And 3 things to help you cope.
I can feel the pain in my throat before I open my eyes. Without getting out of bed, I know I’m running a fever. It’s going to be one of those days.
At any other time, I wouldn’t stress too much. I know what it’s like to live every day with Familial Mediterranean Fever, so waking up with pain and a fever is no surprise.
Then came 2020. Then everything changed.
Living with chronic illness
Familial Mediterranean Fever is an auto-inflammatory disease that causes periodic fevers and excess inflammation. As the inflammation builds, it slowly crushes your vital organs. Besides the fever, FMF causes widespread pain and occasional rashes.
For me, every attack starts with a sore throat. Before COVID-19, a minor throat irritation didn’t worry me much. During the last 12 months, though, every sore throat sends me into a panic.
Add an anxiety disorder
It doesn’t help that I also have generalized anxiety disorder. My anxiety flies off the handle for no reason at all. Adding any other stressors into the mix makes things even worse.
Now, as each fever starts, each twinge of a sore throat, my mind immediately goes to what it might be.
Is it just a normal FMF attack, or am I in the starting days of the Corona? And if it’s the virus, what does that mean for my family and friends?
Mentally, I run through a list of everyone who I’ve seen in recent days, whether it be through my job or at the grocery store. Like most of you, I’ve limited my interaction with friends over the last year. It’s been difficult, but I’ve tried to be conscious of the rules for social distancing.
Living with a chronic illness is stressful at any time. When you don’t know if the pain you’re feeling is the general malaise caused by your chronic illness or the start of something much worse, the stress level increases exponentially.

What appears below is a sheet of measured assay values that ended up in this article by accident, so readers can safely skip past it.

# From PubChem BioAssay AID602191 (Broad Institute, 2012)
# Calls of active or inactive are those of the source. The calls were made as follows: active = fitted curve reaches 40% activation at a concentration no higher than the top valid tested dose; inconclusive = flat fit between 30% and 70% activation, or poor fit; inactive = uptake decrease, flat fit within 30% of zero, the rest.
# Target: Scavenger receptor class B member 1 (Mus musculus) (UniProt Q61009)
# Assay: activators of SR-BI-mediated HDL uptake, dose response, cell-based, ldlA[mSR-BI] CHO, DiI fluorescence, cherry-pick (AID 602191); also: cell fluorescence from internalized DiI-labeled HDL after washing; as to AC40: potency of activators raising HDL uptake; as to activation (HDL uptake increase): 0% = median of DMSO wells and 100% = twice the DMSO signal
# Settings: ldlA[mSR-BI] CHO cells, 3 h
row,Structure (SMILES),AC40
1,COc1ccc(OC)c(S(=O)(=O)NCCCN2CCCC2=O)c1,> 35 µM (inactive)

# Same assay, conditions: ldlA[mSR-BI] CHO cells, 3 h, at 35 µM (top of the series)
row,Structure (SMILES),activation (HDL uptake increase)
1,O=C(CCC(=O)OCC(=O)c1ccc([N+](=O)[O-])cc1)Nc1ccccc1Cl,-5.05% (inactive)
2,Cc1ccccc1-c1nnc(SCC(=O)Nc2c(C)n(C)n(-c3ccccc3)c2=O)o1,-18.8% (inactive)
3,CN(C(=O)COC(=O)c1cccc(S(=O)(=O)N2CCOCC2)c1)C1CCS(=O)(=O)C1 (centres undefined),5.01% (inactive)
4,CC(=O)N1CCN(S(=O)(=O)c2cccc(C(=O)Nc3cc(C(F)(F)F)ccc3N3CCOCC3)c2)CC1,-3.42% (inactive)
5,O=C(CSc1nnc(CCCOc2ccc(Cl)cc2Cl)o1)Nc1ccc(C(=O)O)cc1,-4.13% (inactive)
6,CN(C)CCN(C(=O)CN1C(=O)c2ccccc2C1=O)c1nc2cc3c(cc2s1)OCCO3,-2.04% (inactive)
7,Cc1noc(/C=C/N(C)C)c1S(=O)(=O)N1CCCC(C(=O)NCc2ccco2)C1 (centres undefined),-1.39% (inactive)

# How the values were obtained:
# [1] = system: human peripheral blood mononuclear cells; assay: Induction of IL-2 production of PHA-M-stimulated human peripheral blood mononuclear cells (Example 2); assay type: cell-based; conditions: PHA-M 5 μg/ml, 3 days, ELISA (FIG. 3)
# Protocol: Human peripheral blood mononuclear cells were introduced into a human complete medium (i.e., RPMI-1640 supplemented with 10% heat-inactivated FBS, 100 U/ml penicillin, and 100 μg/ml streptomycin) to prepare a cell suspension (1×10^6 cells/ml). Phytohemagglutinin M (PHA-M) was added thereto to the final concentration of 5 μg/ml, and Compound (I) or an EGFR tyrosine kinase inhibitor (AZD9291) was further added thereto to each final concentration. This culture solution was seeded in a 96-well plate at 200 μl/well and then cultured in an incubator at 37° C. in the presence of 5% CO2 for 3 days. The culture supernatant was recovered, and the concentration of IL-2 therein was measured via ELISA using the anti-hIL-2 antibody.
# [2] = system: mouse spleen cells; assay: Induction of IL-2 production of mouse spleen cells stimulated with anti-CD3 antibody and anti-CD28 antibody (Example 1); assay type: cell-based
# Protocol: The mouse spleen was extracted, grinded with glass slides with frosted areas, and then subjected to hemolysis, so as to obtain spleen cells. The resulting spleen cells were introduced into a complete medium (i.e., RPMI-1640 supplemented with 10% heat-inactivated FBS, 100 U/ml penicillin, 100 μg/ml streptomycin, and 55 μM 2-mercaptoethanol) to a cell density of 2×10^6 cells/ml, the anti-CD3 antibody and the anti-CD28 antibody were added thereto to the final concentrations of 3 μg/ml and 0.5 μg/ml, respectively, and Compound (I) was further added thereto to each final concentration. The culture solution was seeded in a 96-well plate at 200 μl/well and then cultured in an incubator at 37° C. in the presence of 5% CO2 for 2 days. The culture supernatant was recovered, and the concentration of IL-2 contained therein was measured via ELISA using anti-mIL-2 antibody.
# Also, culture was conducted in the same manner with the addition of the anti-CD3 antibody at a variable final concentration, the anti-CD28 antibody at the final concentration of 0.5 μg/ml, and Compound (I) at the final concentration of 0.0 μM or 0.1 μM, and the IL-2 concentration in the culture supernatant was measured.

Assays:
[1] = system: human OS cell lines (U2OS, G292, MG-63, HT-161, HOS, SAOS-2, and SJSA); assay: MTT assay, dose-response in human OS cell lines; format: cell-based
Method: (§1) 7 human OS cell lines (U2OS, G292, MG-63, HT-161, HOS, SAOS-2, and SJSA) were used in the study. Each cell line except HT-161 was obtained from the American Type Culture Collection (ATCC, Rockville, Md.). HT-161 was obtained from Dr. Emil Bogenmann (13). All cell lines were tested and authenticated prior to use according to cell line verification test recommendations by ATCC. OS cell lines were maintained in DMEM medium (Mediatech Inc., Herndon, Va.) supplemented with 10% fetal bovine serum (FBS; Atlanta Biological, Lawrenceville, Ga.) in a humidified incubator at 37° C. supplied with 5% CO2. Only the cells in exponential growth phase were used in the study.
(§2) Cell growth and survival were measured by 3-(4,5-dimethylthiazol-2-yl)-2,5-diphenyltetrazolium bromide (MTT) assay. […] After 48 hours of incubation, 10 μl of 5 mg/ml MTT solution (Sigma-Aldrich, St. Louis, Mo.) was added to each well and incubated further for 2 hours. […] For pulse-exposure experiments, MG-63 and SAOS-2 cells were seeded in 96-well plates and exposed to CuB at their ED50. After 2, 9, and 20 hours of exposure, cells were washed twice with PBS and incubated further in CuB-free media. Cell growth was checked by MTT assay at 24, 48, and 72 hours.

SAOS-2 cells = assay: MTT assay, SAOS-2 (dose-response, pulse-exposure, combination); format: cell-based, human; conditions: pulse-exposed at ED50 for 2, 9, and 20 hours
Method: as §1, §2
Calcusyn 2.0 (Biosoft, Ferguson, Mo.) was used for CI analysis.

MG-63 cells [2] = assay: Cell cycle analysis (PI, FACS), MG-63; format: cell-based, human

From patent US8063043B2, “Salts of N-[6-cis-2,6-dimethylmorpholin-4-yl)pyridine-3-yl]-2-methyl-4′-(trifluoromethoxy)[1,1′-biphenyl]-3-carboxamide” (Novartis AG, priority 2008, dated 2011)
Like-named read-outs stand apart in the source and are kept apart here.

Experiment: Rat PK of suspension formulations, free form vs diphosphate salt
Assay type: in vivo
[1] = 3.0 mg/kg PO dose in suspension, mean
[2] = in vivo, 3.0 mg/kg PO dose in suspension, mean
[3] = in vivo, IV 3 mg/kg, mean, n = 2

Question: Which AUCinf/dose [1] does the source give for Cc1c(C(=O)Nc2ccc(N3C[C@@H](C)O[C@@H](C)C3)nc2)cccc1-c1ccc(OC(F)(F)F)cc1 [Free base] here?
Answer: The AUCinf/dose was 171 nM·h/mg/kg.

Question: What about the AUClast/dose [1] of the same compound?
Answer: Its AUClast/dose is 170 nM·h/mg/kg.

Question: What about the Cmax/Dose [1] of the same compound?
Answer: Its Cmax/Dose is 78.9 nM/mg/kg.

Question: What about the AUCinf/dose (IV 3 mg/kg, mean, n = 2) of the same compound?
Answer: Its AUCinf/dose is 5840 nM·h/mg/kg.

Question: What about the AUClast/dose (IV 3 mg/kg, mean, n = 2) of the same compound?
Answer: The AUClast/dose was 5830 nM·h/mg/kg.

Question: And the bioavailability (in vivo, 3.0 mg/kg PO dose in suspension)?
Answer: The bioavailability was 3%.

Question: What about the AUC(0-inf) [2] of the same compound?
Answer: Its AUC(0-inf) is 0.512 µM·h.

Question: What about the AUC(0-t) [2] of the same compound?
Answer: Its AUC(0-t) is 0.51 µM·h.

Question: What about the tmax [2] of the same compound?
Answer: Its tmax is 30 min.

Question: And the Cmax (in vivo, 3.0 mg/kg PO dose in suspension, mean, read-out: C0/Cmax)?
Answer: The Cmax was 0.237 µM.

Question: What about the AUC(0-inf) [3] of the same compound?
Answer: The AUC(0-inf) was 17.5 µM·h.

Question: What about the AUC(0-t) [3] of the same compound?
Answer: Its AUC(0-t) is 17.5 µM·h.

I could write a whole post on how the pandemic has affected mental health. Even the millions of people who were relatively healthy mentally before the virus started, now have at least some sort of PTSD after living through the last year. Millions have lost family and friends and neighbors, not to mention jobs and businesses. Some are homeless because of the virus. No matter what type of normal comes next, the virus has forever changed our lives.
How do you cope amid all this madness? I don’t have all the answers, but I do have a few suggestions.
The first thing to do is to be reasonable. If you’ve been away from people for the last 14 days, it’s unlikely you have the virus. There’s no reason for all the extra stress running through your head.
Yet, as more of us head back to our normal work lives, it’s doubtful that you’ve gone that long without being in contact with someone. I’m in the midst of tax season and met with 10 people just yesterday, so I understand the anxiety you’re experiencing.
COVID-19 has become a conversation. It’s not just, “Hi, how you doing?” anymore, but, “Hi, have you had the virus? Did the pandemic take any of your loved ones?”
Many of the people in my community have already had COVID-19. While I understand you can get it twice, it gives me a bit of sanity to know that maybe it’s made the worst of its march through our community.
With the coming additional strains, it’s hard to know what to think. Since you don’t know everything, it’s important to concentrate on what you do know.
Globally, the survival rate of COVID-19 is running almost 98%. Those are pretty good odds, especially if you consider heart disease causes one out of every four deaths in the United States. Bipolar disorder is just as insidious, with as many as 20% of patients dying by suicide.